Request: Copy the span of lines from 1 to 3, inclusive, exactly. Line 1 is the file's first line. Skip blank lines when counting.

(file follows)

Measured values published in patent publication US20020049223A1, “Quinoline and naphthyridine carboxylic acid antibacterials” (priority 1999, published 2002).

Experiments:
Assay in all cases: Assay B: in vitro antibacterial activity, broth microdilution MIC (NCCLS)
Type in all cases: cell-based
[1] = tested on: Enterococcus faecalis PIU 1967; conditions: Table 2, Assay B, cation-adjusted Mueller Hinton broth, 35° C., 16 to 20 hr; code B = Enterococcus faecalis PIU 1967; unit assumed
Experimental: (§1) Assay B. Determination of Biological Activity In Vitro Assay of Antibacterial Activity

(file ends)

Measured values published in patent publication US20020049223A1, “Quinoline and naphthyridine carboxylic acid antibacterials” (priority 1999, published 2002).

Experiments:
Assay in all cases: Assay B: in vitro antibacterial activity, broth microdilution MIC (NCCLS)